the legal status of a police officer can be accurately reprersented as a series of legal impunities, as being authorized to do what would be crimes for others: binding or kidnapping people, for example, strutting around with guns and clubs on their hips, and so on. and it relies also on an informal exemption that is much more wide-ranging than that, as seen in the cases before us. these things are not addressable, i think, within the basic conceptuality that presupposes that such power is necessary and legitimate.
i do not think it is particularly plausible that constituting this sort of power is likely to reduce violence in the society as a whole. or, i wonder what evidence could actually be produced that it does? this is always asserted at the outset; it is 'common sense'. but the idea of arming one group against the others and immunizing them from the law does not, let's say, obviously entail a reduction in violence or crime however construed. and notice that in various complex ways this police power will of course mirror the power hierarchies of the society: racial, for example, and then it reinforces or reproduces or enforces those hierarchies. if you really thought about the role of policing in racial oppression through our whole history, you'd see that it is central: a necessary condition of the whole horrendously violent history, and ever more so in a situation in which mass incarceration replaced jim crow as a mode of segregation.
i think that the militarization of the police indicates that we had better strap and armor up. i heard one of these defend-the-popo kind of guys saying that the message of the garner case was 'comply with the police'. i'd elaborate on that: comply. comply unto death. but if, contrary to my advice, you are not going to comply, you may find yourself needing to resist with extreme prejudice. you don't have to be a cop to choke someone out, baby.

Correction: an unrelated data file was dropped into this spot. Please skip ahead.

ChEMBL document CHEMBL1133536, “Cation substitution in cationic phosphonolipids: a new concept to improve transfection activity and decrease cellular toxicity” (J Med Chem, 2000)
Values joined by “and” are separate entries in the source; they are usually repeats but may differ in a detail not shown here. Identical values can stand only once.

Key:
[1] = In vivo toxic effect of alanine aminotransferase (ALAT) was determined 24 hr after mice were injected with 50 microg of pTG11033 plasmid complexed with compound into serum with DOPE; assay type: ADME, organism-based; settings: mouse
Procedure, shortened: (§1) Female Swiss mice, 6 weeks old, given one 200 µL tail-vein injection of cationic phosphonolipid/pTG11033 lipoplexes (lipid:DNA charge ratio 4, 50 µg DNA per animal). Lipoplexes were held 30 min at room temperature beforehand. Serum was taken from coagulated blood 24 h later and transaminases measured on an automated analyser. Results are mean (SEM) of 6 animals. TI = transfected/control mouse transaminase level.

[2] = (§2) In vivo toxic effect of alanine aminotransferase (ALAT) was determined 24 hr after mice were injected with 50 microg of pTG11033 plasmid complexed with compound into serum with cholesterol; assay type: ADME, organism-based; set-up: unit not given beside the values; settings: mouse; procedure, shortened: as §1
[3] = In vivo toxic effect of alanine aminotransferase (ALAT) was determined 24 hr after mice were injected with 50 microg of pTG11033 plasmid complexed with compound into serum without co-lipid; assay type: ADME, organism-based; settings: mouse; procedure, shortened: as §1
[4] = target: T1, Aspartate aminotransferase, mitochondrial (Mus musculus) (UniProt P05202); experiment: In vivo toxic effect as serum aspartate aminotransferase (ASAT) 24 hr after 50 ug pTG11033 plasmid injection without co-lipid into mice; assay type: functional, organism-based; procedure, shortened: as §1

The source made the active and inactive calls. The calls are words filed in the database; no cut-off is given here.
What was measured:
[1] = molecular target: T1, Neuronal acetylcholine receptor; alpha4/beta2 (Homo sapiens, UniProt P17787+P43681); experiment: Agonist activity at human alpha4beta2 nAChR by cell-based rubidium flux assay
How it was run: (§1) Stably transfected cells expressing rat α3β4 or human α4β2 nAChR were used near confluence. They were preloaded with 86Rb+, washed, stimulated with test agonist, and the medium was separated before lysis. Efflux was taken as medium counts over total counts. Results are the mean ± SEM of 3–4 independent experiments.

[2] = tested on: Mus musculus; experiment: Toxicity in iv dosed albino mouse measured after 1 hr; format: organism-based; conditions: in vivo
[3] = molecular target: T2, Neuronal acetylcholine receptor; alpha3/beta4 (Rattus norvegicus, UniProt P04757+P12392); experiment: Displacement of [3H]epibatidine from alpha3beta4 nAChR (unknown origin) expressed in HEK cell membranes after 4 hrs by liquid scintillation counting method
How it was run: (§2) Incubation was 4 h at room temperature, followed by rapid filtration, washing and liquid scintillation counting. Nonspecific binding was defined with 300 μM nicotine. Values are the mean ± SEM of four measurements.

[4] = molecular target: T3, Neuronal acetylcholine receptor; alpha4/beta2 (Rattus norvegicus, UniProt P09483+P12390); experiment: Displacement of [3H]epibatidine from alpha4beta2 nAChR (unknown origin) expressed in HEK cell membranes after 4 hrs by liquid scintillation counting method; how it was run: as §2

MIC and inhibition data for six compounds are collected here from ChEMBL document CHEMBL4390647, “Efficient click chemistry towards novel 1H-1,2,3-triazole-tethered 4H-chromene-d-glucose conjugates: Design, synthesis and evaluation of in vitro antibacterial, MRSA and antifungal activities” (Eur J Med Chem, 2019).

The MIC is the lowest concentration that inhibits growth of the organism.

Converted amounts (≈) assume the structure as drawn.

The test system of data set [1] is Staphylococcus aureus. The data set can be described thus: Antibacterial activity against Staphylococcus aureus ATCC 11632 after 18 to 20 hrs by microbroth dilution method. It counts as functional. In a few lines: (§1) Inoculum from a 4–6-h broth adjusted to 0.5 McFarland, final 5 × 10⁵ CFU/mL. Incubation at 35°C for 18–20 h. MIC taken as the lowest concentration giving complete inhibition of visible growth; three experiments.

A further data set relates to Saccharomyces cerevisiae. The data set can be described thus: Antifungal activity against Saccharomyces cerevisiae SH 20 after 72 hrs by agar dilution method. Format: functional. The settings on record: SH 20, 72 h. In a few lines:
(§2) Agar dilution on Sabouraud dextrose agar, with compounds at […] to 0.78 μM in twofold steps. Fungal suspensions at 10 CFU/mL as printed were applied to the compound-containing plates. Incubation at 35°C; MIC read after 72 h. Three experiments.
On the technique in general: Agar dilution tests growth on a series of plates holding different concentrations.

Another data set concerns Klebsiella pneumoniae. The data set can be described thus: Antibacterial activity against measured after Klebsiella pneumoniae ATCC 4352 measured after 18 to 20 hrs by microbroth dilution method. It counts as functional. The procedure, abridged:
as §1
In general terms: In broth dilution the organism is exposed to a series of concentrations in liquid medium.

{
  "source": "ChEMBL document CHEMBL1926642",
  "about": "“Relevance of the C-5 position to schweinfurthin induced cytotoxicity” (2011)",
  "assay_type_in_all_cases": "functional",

i don't know what to say about the failure to indict in the nyc garner case except that it is incomprehensible. i do want to remark from the anarchist perspective that exemption from the law is of the very essence of police power.
let me try to diagnose 'unconscious racism', which has reached an amazing hallucinatory pitch of intensity at which the whole society is structured on racist lines (residential, educational, political, income, incarceration rates, unemployment, etc), but no actual person is a racist. here's how that happened. one aspect of the civil rights movement - which continues to be central - is speech control. the word 'nigger' for example, is an emblem of racism, but then people made the faulty inference that if you eliminated the word, you would have ameliorated the injustice. more widely, people have been very confused about the relation of words to reality, and have really seemed to think that if you forced people to use the right words, you would have substantially addressed the problem. words are powerful, after all, though sometimes that seems hard to believe when everyone is yapping slop to no effect for decades on end.
now, combine this with the fact that the culture more or less came to a consensus that racism is evil. at this point white folk p faces a syllogism: 'racists are evil; i am a racist; therefore i am evil'. there are various ways for p to deal with this personal crisis. one would be to spend long years reflecting on and dismantling a wide-ranging structure of racial attitudes. the other would be to leave all the attitudes intact and just deny that he is a racist. or run the thing backwards: 'racists are bad people; i am a good person; therefore i am not a racist'. you spend all day muttering to yourself 'i am a good person' 'i am a good person' 'i am not a bad person'. that is what the worst people have where other people have a conscience; they have a voice that says 'i am a good person'; and they need that voice; it gets them through whatever bad things they want to do or believe.